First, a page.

Podcasting is now well established, and from what I hear from my friends and others, it is a major way that lots of NPR and other programs are experienced. As Doug explains, it was time to end ITConversations -- it is not needed in the way it was. It is a pioneer that helped change how we get information, but that way is now the mainstream. They have found long-term repositories for their previously recorded programs (e.g., the Internet Archive for techie ones).
To me, this was kind of sad. The end of an era.
Coincidentally, when I finished listening to that recording, I then listened to some of Marco Arment and Dan Benjamin's "Build and Analyze" podcast, episode #108 -- the last one, as Marco decided to stop. I just started listening to this popular podcast recently, after meeting Marco at the Apple WWDC last June. Another one moving on.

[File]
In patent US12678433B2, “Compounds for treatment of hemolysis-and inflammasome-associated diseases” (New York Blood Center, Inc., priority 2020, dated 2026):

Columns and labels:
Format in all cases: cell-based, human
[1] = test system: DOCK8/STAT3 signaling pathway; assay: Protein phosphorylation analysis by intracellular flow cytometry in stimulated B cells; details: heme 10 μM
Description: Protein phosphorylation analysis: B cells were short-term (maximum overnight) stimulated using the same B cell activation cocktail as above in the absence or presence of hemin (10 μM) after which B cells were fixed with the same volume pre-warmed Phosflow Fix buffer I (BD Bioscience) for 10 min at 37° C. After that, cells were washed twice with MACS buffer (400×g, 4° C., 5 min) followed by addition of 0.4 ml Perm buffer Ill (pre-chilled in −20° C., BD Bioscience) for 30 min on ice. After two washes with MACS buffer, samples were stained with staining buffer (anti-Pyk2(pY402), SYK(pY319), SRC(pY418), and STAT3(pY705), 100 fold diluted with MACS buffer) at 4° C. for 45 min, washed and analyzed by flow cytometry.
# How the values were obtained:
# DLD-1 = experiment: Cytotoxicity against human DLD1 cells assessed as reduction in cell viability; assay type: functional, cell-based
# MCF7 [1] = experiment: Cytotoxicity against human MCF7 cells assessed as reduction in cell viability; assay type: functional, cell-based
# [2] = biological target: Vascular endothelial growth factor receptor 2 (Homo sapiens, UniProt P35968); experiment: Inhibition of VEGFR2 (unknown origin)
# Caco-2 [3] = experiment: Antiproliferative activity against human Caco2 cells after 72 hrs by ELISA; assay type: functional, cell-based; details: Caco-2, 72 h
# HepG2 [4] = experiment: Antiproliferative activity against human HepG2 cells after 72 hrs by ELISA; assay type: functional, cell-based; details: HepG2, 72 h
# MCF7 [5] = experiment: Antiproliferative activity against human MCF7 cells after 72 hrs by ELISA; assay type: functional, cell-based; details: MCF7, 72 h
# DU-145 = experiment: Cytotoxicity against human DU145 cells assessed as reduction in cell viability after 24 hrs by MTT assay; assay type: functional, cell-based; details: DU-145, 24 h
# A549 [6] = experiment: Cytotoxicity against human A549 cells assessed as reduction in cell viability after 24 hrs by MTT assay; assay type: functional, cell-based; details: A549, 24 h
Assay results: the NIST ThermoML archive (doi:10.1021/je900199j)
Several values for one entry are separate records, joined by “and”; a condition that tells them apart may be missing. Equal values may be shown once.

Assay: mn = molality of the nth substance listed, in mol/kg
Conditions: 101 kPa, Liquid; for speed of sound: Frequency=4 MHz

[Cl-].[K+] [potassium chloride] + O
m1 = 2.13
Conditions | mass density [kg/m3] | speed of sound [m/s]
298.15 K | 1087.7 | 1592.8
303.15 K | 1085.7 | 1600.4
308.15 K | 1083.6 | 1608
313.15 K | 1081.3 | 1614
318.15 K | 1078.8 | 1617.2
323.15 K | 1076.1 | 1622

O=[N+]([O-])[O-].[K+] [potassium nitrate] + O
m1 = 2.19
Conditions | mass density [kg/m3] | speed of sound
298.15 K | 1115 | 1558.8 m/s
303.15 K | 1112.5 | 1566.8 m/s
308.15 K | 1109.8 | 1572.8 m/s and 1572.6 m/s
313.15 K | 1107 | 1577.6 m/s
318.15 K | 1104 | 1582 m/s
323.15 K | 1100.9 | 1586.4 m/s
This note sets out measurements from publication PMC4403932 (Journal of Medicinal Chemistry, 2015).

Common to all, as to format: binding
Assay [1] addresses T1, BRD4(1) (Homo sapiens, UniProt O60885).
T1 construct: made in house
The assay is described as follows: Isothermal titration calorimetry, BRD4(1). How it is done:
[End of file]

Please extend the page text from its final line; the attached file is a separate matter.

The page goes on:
Sitting at my kitchen table, looking at a print copy of the New York Times soon thereafter, I noticed something under the masthead: "No. 56,000". Fifty six thousand issues, starting with number 1 on September 18, 1851. Wow! When will it have its last print copy? Will it continue? I find I read an awful lot of the Times on my tablets or phones, with the paper mainly on Sundays. But I still think of it all as the New York Times. The paper version is starting to feel old, with the ink staining my fingers. As a printer's son, that's sad, too, but as a computer industry person, firmly in the mobile development world, it's also validation that I'm following the course where history is going.
To see what I saw, you need to let the emulator run -- boot up -- and press Return twice to enter the default date and time. Then select VisiCalc from the dropdown and load it as the "A:" drive. Then type "VC" as the command to execute it. Ray luckily remembered some of the program's commands so could operate it -- for the rest of you, check out the Reference Card on my site.